A gentle rain falls as I write this, after a string of bright blue days, yellow leaves underfoot and raining down with every gust of wind.
Restless geese assemble and quick juncos flit through the trees, pointed south.
Au revoir, Jean
Over 200 people gathered in Forest Grove to remember Jean Reynolds who passed away recently.
Jean moved to Canim Lake in 1972 with husband, Don, and two wee children, Barbara Jean (BJ) and Gordon. She helped operate the lodge (Reynolds Resort) they had purchased, taught kindergarten in Forest Grove, and raised the children in the close-knit Canim community of the day.
Margo Wagner organized and MC’d the event. Jean’s friend Joyce Bradshaw shared stories about their early days at Canim and subsequent adventures.
She was “game for anything,” said Joyce. “It was a privilege to be her friend.”
Marion Thorne and Tedha Babuin taught with Jean and shared their memories of the care and kindness with which she treated people “whether nine or 90.” “All you really need to know (in life), you learned there in kindergarten,” Tedha said.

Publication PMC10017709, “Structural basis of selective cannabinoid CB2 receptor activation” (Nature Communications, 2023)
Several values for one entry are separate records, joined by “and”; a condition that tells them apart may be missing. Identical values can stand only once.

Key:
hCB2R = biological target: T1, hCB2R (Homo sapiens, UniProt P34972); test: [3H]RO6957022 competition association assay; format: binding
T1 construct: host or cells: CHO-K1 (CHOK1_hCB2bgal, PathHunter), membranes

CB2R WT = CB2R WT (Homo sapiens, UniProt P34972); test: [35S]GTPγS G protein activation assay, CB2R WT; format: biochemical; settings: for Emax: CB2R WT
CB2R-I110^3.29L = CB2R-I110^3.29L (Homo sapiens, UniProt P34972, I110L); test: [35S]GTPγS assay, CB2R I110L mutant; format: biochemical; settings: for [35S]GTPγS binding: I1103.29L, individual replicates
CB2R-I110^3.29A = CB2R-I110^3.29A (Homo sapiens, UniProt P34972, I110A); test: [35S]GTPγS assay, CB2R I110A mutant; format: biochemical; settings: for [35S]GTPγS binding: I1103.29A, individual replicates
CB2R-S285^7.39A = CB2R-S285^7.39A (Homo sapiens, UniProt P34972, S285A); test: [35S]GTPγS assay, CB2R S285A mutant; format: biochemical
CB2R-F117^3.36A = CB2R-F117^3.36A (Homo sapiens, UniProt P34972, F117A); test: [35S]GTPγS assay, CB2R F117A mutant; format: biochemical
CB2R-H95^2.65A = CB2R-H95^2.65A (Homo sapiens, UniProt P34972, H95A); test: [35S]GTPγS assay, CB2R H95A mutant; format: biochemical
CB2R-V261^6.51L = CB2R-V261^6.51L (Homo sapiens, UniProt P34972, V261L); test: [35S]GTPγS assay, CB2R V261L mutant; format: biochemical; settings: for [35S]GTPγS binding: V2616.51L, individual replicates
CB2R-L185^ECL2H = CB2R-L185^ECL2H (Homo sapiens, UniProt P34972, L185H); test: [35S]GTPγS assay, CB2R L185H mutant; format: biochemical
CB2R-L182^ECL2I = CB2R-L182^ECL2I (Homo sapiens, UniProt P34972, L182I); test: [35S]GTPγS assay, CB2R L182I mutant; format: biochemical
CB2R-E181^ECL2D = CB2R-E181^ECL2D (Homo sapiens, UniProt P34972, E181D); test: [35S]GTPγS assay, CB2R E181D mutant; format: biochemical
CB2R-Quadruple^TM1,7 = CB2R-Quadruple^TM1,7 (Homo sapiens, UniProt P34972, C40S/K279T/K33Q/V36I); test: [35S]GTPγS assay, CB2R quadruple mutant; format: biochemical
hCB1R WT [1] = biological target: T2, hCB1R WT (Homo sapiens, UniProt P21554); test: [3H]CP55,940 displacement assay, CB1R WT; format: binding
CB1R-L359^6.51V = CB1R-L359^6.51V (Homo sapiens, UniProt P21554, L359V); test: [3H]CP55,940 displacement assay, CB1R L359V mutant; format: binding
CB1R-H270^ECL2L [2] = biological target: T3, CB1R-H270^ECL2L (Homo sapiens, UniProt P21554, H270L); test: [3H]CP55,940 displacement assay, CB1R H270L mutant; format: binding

Colin Nivison, who often passed by the lodge, spoke of Jean’s unremitting hospitality, her habit of remembering birthdays, and the New Year’s dinners that became a treasured part of life.
Anna Frank from the Canim Lake Band spoke of the care and sensitivity with which Jean taught her son, and of Jean’s respect for the dignity and needs of all the First Nations children. Later Elizabeth Pete and Marcella McGrath gave the gift of two songs with the drum, to comfort Don and to “ask the Creator to take her by the hand.”
Heather Van Osch read a story and recited a poem she had written for Jean, her “second mom.”
Gordon and BJ also shared stories and personal insights into their mom. BJ said “she taught me to be at peace; we were just enjoying our time together.”
Everyone stood to pray the Our Father together, and then retired to enjoy a feast laid out by the good women of the Canim Lake Community Club.
Jean Reynolds, a woman who enriched others in life, and in her manner of leaving it.
That’s all for now. Until next time, here’s wishing you many blessings.